Countries on the fuzzy edge between two continents are grappling with what it means to be in Europe or Asia today.
Former political prisoners say democratic shift—like the capital's flashy skyline—is merely cosmetic, with the economic crisis exposing the state’s true authoritarianism.
Joshua Kucera explores the border between Europe and Asia, reporting here from Azerbaijan.
There’s much to be learned about what drove the alleged bombers at the Boston Marathon. One place to start: the contested histories and unresolved tensions in their native North Caucasus.
The Caspian Sea has been a strategic backwater for most of its history. But recent discoveries of large oil and natural gas reserves have touched off a five-way arms race.
The naval buildup in the Caspian Sea is amplifying regional tensions. It's Russia versus Iran, with three post-Soviet states—and trillions of dollars in oil—in the middle.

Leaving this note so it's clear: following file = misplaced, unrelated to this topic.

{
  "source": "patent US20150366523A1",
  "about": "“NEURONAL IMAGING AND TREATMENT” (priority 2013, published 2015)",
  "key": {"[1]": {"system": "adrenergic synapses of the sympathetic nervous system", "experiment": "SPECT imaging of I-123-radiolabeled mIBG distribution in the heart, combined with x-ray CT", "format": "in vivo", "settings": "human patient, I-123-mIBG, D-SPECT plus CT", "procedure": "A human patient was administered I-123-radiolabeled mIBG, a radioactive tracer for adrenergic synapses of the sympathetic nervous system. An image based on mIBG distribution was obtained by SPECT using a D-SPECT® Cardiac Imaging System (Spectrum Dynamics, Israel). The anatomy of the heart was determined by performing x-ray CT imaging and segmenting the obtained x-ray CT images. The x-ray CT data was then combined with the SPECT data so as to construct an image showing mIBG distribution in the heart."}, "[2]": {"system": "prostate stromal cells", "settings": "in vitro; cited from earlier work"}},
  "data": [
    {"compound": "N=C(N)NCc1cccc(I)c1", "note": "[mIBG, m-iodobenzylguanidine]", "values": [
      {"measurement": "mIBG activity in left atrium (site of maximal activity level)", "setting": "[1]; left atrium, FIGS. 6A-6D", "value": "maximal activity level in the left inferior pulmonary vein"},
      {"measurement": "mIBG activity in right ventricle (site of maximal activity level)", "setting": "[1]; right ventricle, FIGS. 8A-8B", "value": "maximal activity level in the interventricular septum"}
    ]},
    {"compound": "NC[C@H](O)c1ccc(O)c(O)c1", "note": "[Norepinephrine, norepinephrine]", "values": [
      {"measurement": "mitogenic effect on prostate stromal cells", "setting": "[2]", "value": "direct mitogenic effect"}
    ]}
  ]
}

Azerbaijan's intolerance for journalists, Armenians and gays makes for an awkward Eurovision song contest.
Armenia and Azerbaijan may be on the brink of another bloody battle over the disputed land of Nagorno-Karabakh, a de-facto state in the mountainous region of the South Caucasus.
Nagorno-Karabakh faces an unpredictable future as it fights for international recognition.
The region of Nagorno-Karabakh has gained a de-facto independence, but still does not receive recognition by the international community.
Armenians who fled Azerbaijan after war broke out with Nagorno-Karabakh 20 years ago are entitled, under Karabakh law, to land in bordering territories as compensation.
The de-facto republic of Nagorno-Karabakh wants international recognition, but its fate depends largely on the strained relationship between Armenia and Azerbaijan.
Oil in the Caspian Sea is making Azerbaijan, Kazakhstan and Turkmenistan rich. But with Iran and Russia on the sea, too, is it fueling a naval arms race as well?
Pulitzer Center Senior Editor Tom Hundley highlights this week's reporting from Haiti and Azerbaijan.